US jobs and wage gains forecast in historically tight labour market


The US is forecast to have recorded another month of robust jobs growth in March as higher wages lured more workers back to the labour force, giving the Federal Reserve the green light to proceed with a more aggressive policy if necessary to tame inflation.

Employers in the world’s largest economy are set to have added 490,000 jobs last month, according to a consensus forecast compiled by Bloomberg, a more moderate pace than the 678,000 positions created in February, but vigorous enough to push the unemployment rate down to 3.7 per cent.

The data, which will be released by the Bureau of Labor Statistics at 8.30am EST on Friday, is also expected to show a pick-up in monthly wage growth after a surprising pause in February.

Average hourly earnings are forecast to have registered a 0.4 per cent monthly gain, translating to a 5.5 per cent increase from the same period last year, as businesses continue to compete for talent and rush to fill a near-record number of job vacancies. For every unemployed person, there are roughly 1.7 openings.

As wages have increased and Covid-related concerns have further receded, the share of Americans either employed or looking for work has crept higher, but remains shy of pre-pandemic levels.

The shortfall is expected to have narrowed marginally in March, with the labour force participation rate expected to have edged up 0.1 percentage points to 62.4 per cent. In February 2020, it stood at 63.4 per cent.

The jobs data were collected as Russia’s invasion of Ukraine escalated sharply, triggering a surge in the prices of oil and other commodities. Despite heightened uncertainty and soaring costs the US labour market remains extremely tight by historical standards.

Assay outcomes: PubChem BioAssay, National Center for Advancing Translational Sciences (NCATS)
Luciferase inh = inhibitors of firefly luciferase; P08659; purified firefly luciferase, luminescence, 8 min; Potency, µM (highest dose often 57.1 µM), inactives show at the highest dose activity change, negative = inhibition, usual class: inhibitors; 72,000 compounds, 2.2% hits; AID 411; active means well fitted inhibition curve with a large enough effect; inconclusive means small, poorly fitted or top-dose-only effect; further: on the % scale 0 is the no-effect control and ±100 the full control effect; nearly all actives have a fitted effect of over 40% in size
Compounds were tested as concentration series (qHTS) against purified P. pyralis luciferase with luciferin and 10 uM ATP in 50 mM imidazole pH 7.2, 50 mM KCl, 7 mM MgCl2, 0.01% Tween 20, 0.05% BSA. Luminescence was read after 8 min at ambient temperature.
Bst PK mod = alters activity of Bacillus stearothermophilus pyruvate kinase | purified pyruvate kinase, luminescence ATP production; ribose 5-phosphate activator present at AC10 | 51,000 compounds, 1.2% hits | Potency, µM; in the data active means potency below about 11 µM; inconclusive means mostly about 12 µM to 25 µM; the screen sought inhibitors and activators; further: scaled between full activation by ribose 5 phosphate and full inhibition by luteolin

At a press conference in mid-March following the first interest rate increase since 2018, Jay Powell, chair of the Federal Reserve, warned the labour market was “tight to an unhealthy level” and expressed concern about the potential feed through of higher wages to price pressures.

With inflation running at the fastest pace in 40 years, the US central bank has signalled its plans to steadily tighten monetary policy after two years of highly stimulative settings.

Officials have expressed a clear willingness to increase the pace further and deliver this year at least one half-point rate rise — something it has not done since May 2000.

Most policymakers expect rates to approach 2 per cent by the end of the year from the current range of 0.25 per cent to 0.50 per cent, according to the latest projections, and eventually rise to 2.8 per cent in 2023. That is above the median estimate of the “neutral” rate and suggests a policy stance that begins to restrict economic activity.

Despite a tighter fixing, members of the Federal Open Market Committee and other bank branch presidents do not believe their efforts to tame inflation will lead to a sharp rise in unemployment or cause a recession.

The bond market has been flashing a possible warning sign for the US economy after the inversion this week of one widely watched portion of the yield curve, which tracks the difference between two-year and 10-year Treasury yields.


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